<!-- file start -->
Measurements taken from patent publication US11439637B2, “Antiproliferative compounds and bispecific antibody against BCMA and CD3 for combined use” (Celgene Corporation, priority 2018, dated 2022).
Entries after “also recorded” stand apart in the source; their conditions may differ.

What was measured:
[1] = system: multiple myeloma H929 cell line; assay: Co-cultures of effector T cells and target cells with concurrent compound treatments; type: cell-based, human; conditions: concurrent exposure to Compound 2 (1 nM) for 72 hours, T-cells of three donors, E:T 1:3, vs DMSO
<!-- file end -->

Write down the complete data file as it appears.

Measurements taken from patent publication US11439637B2, “Antiproliferative compounds and bispecific antibody against BCMA and CD3 for combined use” (Celgene Corporation, priority 2018, dated 2022).
Entries after “also recorded” stand apart in the source; their conditions may differ.

What was measured:
[1] = system: multiple myeloma H929 cell line; assay: Co-cultures of effector T cells and target cells with concurrent compound treatments; type: cell-based, human; conditions: concurrent exposure to Compound 2 (1 nM) for 72 hours, T-cells of three donors, E:T 1:3, vs DMSO